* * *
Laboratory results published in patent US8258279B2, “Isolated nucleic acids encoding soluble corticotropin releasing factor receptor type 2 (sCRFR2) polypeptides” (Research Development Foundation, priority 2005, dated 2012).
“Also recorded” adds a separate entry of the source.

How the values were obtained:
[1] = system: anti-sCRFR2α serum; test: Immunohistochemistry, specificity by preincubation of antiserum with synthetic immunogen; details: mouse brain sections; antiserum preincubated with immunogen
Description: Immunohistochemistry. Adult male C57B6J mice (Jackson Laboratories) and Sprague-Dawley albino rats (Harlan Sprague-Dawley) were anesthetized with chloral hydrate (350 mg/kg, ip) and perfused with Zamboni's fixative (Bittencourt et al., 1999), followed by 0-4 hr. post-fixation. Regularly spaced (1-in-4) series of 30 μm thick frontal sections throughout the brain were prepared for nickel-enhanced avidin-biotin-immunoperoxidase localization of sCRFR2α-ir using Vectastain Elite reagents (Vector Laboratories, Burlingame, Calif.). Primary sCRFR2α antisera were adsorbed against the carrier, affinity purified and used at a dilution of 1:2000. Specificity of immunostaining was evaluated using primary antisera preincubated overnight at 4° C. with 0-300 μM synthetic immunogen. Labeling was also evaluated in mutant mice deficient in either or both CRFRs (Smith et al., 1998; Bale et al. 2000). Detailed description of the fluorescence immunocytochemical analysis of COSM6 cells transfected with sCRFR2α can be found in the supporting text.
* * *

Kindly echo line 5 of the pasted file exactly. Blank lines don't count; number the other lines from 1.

Description: Immunohistochemistry. Adult male C57B6J mice (Jackson Laboratories) and Sprague-Dawley albino rats (Harlan Sprague-Dawley) were anesthetized with chloral hydrate (350 mg/kg, ip) and perfused with Zamboni's fixative (Bittencourt et al., 1999), followed by 0-4 hr. post-fixation. Regularly spaced (1-in-4) series of 30 μm thick frontal sections throughout the brain were prepared for nickel-enhanced avidin-biotin-immunoperoxidase localization of sCRFR2α-ir using Vectastain Elite reagents (Vector Laboratories, Burlingame, Calif.). Primary sCRFR2α antisera were adsorbed against the carrier, affinity purified and used at a dilution of 1:2000. Specificity of immunostaining was evaluated using primary antisera preincubated overnight at 4° C. with 0-300 μM synthetic immunogen. Labeling was also evaluated in mutant mice deficient in either or both CRFRs (Smith et al., 1998; Bale et al. 2000). Detailed description of the fluorescence immunocytochemical analysis of COSM6 cells transfected with sCRFR2α can be found in the supporting text.